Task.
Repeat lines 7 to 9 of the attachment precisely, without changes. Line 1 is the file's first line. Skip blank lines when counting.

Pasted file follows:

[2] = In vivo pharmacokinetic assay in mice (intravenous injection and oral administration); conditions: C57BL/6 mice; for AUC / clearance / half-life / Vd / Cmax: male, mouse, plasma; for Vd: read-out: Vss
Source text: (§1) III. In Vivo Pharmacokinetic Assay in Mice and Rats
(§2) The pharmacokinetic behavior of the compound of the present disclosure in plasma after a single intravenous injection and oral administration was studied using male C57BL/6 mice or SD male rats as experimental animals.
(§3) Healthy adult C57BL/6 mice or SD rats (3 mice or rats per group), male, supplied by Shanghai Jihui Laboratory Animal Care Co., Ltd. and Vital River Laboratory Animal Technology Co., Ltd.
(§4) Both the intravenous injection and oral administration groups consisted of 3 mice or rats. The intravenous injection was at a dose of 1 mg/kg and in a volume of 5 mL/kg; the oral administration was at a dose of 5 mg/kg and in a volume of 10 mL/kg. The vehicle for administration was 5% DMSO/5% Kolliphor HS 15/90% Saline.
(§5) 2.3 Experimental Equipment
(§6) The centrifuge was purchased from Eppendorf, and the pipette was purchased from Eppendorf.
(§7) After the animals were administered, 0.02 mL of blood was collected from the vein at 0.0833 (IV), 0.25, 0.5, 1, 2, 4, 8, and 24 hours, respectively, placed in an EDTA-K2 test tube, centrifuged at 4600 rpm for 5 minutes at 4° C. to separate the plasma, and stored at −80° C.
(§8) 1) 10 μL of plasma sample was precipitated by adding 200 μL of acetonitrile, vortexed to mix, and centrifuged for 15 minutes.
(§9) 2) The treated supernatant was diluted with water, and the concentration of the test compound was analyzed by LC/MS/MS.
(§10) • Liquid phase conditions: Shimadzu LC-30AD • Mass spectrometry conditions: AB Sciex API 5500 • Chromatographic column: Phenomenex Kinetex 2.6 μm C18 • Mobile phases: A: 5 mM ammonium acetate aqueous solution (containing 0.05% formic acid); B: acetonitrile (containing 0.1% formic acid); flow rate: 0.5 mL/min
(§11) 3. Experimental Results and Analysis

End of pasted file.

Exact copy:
(§6) The centrifuge was purchased from Eppendorf, and the pipette was purchased from Eppendorf.
(§7) After the animals were administered, 0.02 mL of blood was collected from the vein at 0.0833 (IV), 0.25, 0.5, 1, 2, 4, 8, and 24 hours, respectively, placed in an EDTA-K2 test tube, centrifuged at 4600 rpm for 5 minutes at 4° C. to separate the plasma, and stored at −80° C.
(§8) 1) 10 μL of plasma sample was precipitated by adding 200 μL of acetonitrile, vortexed to mix, and centrifuged for 15 minutes.